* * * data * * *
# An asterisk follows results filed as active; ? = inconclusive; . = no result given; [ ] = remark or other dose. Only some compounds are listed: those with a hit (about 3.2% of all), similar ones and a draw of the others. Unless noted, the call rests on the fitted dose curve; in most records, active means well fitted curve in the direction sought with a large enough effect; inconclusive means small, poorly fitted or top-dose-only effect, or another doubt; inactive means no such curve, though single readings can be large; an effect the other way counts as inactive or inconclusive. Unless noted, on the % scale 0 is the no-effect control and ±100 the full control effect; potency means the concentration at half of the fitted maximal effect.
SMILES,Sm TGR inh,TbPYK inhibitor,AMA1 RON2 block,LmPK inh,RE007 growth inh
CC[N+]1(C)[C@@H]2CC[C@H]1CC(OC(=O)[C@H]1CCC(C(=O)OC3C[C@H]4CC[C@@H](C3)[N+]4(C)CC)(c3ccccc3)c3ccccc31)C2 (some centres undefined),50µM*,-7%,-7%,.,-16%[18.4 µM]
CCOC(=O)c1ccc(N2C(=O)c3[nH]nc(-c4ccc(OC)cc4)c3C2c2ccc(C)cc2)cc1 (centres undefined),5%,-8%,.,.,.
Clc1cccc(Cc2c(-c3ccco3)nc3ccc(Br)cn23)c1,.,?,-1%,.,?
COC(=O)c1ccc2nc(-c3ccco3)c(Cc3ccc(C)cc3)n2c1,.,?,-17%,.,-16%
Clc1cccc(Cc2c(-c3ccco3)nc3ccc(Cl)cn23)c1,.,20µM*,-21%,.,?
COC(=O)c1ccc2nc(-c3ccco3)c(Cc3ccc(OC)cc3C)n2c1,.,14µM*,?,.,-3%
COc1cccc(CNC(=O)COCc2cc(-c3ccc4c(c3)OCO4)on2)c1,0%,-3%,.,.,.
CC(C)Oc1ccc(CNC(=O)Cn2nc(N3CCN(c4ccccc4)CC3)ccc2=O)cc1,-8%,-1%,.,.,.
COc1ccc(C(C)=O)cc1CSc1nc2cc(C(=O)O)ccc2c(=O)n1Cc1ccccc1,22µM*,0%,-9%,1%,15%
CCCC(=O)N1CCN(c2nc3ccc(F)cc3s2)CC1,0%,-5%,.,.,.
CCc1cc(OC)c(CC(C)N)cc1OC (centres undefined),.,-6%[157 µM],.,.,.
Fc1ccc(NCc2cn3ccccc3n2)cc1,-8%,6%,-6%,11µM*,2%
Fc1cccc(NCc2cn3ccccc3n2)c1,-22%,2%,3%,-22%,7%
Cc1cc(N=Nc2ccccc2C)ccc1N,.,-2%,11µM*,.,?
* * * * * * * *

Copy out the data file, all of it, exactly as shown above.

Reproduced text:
# An asterisk follows results filed as active; ? = inconclusive; . = no result given; [ ] = remark or other dose. Only some compounds are listed: those with a hit (about 3.2% of all), similar ones and a draw of the others. Unless noted, the call rests on the fitted dose curve; in most records, active means well fitted curve in the direction sought with a large enough effect; inconclusive means small, poorly fitted or top-dose-only effect, or another doubt; inactive means no such curve, though single readings can be large; an effect the other way counts as inactive or inconclusive. Unless noted, on the % scale 0 is the no-effect control and ±100 the full control effect; potency means the concentration at half of the fitted maximal effect.
SMILES,Sm TGR inh,TbPYK inhibitor,AMA1 RON2 block,LmPK inh,RE007 growth inh
CC[N+]1(C)[C@@H]2CC[C@H]1CC(OC(=O)[C@H]1CCC(C(=O)OC3C[C@H]4CC[C@@H](C3)[N+]4(C)CC)(c3ccccc3)c3ccccc31)C2 (some centres undefined),50µM*,-7%,-7%,.,-16%[18.4 µM]
CCOC(=O)c1ccc(N2C(=O)c3[nH]nc(-c4ccc(OC)cc4)c3C2c2ccc(C)cc2)cc1 (centres undefined),5%,-8%,.,.,.
Clc1cccc(Cc2c(-c3ccco3)nc3ccc(Br)cn23)c1,.,?,-1%,.,?
COC(=O)c1ccc2nc(-c3ccco3)c(Cc3ccc(C)cc3)n2c1,.,?,-17%,.,-16%
Clc1cccc(Cc2c(-c3ccco3)nc3ccc(Cl)cn23)c1,.,20µM*,-21%,.,?
COC(=O)c1ccc2nc(-c3ccco3)c(Cc3ccc(OC)cc3C)n2c1,.,14µM*,?,.,-3%
COc1cccc(CNC(=O)COCc2cc(-c3ccc4c(c3)OCO4)on2)c1,0%,-3%,.,.,.
CC(C)Oc1ccc(CNC(=O)Cn2nc(N3CCN(c4ccccc4)CC3)ccc2=O)cc1,-8%,-1%,.,.,.
COc1ccc(C(C)=O)cc1CSc1nc2cc(C(=O)O)ccc2c(=O)n1Cc1ccccc1,22µM*,0%,-9%,1%,15%
CCCC(=O)N1CCN(c2nc3ccc(F)cc3s2)CC1,0%,-5%,.,.,.
CCc1cc(OC)c(CC(C)N)cc1OC (centres undefined),.,-6%[157 µM],.,.,.
Fc1ccc(NCc2cn3ccccc3n2)cc1,-8%,6%,-6%,11µM*,2%
Fc1cccc(NCc2cn3ccccc3n2)c1,-22%,2%,3%,-22%,7%
Cc1cc(N=Nc2ccccc2C)ccc1N,.,-2%,11µM*,.,?